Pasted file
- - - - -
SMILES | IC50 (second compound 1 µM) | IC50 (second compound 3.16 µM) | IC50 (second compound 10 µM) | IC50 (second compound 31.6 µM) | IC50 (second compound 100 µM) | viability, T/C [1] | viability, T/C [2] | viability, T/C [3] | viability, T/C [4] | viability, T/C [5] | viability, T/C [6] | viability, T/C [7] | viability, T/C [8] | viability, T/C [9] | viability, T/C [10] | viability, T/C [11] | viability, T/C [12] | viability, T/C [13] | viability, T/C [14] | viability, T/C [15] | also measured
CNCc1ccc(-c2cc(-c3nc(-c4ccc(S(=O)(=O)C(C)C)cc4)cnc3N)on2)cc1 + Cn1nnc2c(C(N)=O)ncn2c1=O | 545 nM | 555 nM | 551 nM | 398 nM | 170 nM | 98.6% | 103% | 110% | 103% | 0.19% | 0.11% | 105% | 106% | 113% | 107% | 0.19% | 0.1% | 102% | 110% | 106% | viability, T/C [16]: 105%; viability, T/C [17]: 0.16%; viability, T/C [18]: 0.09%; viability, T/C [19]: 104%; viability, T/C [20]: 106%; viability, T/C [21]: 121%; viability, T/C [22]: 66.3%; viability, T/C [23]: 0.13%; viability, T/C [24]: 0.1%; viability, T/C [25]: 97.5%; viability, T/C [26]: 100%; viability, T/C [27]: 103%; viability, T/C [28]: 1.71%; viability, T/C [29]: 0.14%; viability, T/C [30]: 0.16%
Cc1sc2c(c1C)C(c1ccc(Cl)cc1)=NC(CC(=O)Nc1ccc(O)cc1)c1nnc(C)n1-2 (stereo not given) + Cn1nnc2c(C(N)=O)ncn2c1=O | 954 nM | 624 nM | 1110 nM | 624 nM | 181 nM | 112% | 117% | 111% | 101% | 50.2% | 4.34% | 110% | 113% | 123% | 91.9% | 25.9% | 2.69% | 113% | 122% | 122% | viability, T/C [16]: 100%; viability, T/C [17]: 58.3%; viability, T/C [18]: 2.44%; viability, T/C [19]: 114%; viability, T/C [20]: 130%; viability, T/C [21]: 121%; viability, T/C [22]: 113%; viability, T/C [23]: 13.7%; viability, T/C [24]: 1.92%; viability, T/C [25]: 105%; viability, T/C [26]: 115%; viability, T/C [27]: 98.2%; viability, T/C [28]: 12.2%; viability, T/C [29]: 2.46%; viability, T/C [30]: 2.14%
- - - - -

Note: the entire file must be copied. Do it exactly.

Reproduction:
SMILES | IC50 (second compound 1 µM) | IC50 (second compound 3.16 µM) | IC50 (second compound 10 µM) | IC50 (second compound 31.6 µM) | IC50 (second compound 100 µM) | viability, T/C [1] | viability, T/C [2] | viability, T/C [3] | viability, T/C [4] | viability, T/C [5] | viability, T/C [6] | viability, T/C [7] | viability, T/C [8] | viability, T/C [9] | viability, T/C [10] | viability, T/C [11] | viability, T/C [12] | viability, T/C [13] | viability, T/C [14] | viability, T/C [15] | also measured
CNCc1ccc(-c2cc(-c3nc(-c4ccc(S(=O)(=O)C(C)C)cc4)cnc3N)on2)cc1 + Cn1nnc2c(C(N)=O)ncn2c1=O | 545 nM | 555 nM | 551 nM | 398 nM | 170 nM | 98.6% | 103% | 110% | 103% | 0.19% | 0.11% | 105% | 106% | 113% | 107% | 0.19% | 0.1% | 102% | 110% | 106% | viability, T/C [16]: 105%; viability, T/C [17]: 0.16%; viability, T/C [18]: 0.09%; viability, T/C [19]: 104%; viability, T/C [20]: 106%; viability, T/C [21]: 121%; viability, T/C [22]: 66.3%; viability, T/C [23]: 0.13%; viability, T/C [24]: 0.1%; viability, T/C [25]: 97.5%; viability, T/C [26]: 100%; viability, T/C [27]: 103%; viability, T/C [28]: 1.71%; viability, T/C [29]: 0.14%; viability, T/C [30]: 0.16%
Cc1sc2c(c1C)C(c1ccc(Cl)cc1)=NC(CC(=O)Nc1ccc(O)cc1)c1nnc(C)n1-2 (stereo not given) + Cn1nnc2c(C(N)=O)ncn2c1=O | 954 nM | 624 nM | 1110 nM | 624 nM | 181 nM | 112% | 117% | 111% | 101% | 50.2% | 4.34% | 110% | 113% | 123% | 91.9% | 25.9% | 2.69% | 113% | 122% | 122% | viability, T/C [16]: 100%; viability, T/C [17]: 58.3%; viability, T/C [18]: 2.44%; viability, T/C [19]: 114%; viability, T/C [20]: 130%; viability, T/C [21]: 121%; viability, T/C [22]: 113%; viability, T/C [23]: 13.7%; viability, T/C [24]: 1.92%; viability, T/C [25]: 105%; viability, T/C [26]: 115%; viability, T/C [27]: 98.2%; viability, T/C [28]: 12.2%; viability, T/C [29]: 2.46%; viability, T/C [30]: 2.14%